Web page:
- Another option would be to use the Gamma Knife (targeted high dose radiation therapy) but they need to know if the tumor is a grade 2 or 3 or radiation necrosis and that cannot be determined unless they remove the tumor (Yes this is a catch 22)
So now what happens?
- MDACC wants to study the tissue that was removed from my brain in 2006 because they want to make their own diagnosis of the tumor pathology; I have already contacted the two institutions in the DC area (NNMC-The Naval National Medical Center in Bethesda, MD where my first surgery was performed, and AFIP-The Armed Forced Institute of Pathology, the institute that provided the pathology report in 2006) that have my tissue samples and requested slides be sent to MDACC as soon as possible
- They will seek insurance approval for new MRIs at MDACC and to see a Neuro-Oncologist
- Have new Labs and MRIs taken at MDACC
- See a Neuro-Oncologist at MDACC (specialists of cancer in the brain) and have them review my case to see what their opinion is of what should be done next
We will most likely have the labs and new MRI and Neuro-Oncology visit done on the same day in Houston in the coming 2-3 weeks. The Neuro-Oncologist will give us his opinion and then our two doctors will discuss my case. If they both decide that surgery is the most prudent option, we will go with that. The first possible date for surgery is June.
So that was what we discussed with the doctor and he stepped out along with the resident and the Nurse Practitioner was ready to talk to us, but I needed a moment. She offered to step out and I had to let it go. What the doctor said scared me. I knew that the risk would be inherently higher this time, but dang. And paralysis would really suck, but all of it is just damn scary. I just needed to cry and pray that fear out, both of us did. She finally came back in and started discussing the next steps and dates and I mentioned that all of this was really going to destroy our summer plans. We already have four short trips planned in June and July. I know those are really not important, but we started thinking of everything. She asked us what our plans were and we told her the first was in June and she mentioned that we probably would not make that one. Then she asked us what else we had going on and we told her about the two weddings in July and a five year family reunion. Then she said that we’d probably be able to make those. I didn’t get it and I mentioned that I didn’t know how because I’d probably be in Physical Rehabilitation for a while… she leaned in toward me and she said that we ‘would not have to worry about that.’ I didn’t get it. It threw me off. Then she said, ‘Dr. Lang is good,’ that ‘people wake up from their surgeries moving their arms and legs saying that they love Dr. Lang.’ I still don’t think I got it after everything she told us. I was a bit stunned. We talked about what we needed to do next and that was it. We were done. We got there at 7am and were done by 10am.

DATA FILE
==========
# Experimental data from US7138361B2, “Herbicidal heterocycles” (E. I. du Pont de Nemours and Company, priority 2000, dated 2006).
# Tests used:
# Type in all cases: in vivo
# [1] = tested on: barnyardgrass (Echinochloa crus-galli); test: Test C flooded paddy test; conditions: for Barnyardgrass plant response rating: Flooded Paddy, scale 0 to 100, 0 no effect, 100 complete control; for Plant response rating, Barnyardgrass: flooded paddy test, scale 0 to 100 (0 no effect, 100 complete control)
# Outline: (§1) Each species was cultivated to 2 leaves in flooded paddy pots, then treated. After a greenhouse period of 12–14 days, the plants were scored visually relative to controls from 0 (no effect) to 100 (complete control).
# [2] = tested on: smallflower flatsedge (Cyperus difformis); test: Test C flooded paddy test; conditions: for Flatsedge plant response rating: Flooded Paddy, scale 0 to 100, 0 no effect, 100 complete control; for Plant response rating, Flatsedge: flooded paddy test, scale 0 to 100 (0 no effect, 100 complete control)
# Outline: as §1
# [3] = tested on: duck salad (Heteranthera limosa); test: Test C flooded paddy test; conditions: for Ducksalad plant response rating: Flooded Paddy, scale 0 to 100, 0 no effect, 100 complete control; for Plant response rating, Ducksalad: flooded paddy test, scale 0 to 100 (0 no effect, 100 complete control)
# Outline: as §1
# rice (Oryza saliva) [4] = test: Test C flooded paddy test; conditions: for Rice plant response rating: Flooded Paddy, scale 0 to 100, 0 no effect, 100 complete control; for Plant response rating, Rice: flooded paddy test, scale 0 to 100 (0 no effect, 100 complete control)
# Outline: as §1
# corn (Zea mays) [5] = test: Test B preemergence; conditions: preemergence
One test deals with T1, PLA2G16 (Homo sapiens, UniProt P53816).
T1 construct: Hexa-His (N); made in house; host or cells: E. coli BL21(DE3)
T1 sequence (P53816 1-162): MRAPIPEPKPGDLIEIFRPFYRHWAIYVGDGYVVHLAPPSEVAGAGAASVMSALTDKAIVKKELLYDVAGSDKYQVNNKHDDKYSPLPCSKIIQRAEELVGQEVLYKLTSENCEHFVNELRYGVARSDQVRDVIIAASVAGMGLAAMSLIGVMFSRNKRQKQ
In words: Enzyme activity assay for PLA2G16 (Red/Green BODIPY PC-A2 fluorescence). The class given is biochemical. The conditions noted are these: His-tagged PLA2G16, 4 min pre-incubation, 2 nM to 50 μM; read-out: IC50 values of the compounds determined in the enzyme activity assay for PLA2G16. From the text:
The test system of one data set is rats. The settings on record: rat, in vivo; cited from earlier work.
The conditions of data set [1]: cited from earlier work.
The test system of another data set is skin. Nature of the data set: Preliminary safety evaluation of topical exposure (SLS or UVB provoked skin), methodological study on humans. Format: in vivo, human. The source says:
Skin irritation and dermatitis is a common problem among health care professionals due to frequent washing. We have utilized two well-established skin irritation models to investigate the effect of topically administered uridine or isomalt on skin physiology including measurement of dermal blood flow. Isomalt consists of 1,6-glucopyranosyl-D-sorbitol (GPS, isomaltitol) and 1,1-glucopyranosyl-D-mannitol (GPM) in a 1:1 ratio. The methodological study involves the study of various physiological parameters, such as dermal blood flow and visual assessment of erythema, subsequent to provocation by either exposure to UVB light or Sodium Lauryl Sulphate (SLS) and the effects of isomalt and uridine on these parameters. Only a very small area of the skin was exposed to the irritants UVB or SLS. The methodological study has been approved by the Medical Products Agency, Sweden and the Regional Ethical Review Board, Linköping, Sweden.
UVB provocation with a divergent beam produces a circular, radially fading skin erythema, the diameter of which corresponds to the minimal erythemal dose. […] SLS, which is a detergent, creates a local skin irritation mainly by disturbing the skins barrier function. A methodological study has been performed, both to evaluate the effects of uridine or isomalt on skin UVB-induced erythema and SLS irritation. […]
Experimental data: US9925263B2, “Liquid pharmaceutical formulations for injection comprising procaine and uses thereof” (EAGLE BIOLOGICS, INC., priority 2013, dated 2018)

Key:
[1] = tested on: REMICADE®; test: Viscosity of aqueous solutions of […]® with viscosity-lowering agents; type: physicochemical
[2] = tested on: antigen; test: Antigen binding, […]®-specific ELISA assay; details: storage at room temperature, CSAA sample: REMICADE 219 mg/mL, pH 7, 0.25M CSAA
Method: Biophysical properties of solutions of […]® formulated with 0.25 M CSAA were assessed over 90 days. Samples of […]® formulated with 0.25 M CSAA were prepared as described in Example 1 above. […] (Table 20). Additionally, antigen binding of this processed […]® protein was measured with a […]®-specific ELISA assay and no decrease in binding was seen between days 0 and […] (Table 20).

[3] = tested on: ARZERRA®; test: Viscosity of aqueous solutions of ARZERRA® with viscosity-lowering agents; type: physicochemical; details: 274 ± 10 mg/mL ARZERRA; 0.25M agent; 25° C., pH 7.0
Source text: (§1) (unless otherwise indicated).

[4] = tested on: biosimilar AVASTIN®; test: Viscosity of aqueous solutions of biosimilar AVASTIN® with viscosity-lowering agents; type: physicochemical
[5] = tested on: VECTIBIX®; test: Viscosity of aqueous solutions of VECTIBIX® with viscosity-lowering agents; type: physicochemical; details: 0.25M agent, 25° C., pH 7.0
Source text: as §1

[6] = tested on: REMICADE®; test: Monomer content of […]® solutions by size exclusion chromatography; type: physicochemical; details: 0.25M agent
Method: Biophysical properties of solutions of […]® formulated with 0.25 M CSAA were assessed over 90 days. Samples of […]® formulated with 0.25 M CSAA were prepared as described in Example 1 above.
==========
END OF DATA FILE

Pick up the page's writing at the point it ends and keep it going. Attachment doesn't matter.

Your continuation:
What she said made me feel better, but know we have to be ready for the risks and possible outcomes. Holly and I have a lot to discuss, prepare for and pray about. But I will tell you one thing… I have no doubts about this hospital or our medical staff. They gave us a bunch of business cards and a neat little protector to organize everything in. Our team consists of the following:
- Patient Advocate
- Social Work Counselor
- Patient Access Coordinator (deals with Insurance)
- Nurse Practitioner
- And many other professionals we have not even met yet
I feel pretty good about this whole thing and I’m ready for whatever God throws our way. But I am also trying to live in the moment and enjoy my time with Holly right now because I know it will be difficult after the surgery. So, please do us a favor? Pray for us. Pray for peace for our minds, wisdom for the medical staff, courage to get through this again, provision for all the logistical needs that we don’t even know we need yet, and for God to be glorified through this.
Okay, that’s it for now. This is like the longest blog post ever, but this answers all the questions we have been getting. I’ll try to post MRI images soon so stay tuned. Thank you for reading and staying by our side. We love you.